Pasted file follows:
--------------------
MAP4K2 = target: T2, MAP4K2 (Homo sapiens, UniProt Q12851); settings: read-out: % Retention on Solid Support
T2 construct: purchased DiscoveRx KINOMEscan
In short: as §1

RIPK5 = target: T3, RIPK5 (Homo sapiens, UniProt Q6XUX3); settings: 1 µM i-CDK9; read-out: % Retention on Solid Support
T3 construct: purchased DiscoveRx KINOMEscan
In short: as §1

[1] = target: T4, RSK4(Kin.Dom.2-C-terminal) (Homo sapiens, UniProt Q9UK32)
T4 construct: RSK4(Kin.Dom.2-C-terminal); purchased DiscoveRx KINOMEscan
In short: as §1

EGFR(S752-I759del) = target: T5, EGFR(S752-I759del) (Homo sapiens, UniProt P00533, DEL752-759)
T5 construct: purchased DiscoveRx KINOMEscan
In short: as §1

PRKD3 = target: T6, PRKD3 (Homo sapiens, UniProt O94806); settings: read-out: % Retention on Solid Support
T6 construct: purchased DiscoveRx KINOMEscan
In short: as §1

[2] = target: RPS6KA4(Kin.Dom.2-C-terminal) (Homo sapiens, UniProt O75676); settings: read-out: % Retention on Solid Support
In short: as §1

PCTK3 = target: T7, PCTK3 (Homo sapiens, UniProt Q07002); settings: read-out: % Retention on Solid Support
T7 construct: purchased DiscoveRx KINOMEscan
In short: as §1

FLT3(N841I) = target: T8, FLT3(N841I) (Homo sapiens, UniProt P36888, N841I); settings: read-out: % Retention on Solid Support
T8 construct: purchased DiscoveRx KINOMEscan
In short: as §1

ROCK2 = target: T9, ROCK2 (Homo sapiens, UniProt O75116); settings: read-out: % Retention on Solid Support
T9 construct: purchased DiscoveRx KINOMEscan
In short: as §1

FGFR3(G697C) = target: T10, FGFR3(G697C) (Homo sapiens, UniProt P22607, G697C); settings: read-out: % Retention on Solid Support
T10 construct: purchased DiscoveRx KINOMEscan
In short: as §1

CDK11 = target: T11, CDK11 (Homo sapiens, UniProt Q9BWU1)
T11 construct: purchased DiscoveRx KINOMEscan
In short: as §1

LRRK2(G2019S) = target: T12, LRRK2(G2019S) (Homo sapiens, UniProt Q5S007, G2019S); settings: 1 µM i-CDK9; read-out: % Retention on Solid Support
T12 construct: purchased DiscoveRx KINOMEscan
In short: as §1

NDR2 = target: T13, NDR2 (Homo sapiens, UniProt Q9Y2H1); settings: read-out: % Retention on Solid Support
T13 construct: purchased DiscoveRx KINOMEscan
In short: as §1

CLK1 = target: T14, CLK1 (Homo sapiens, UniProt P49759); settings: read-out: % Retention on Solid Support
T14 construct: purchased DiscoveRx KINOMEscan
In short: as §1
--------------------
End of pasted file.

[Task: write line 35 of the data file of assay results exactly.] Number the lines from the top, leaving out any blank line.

In short: as §1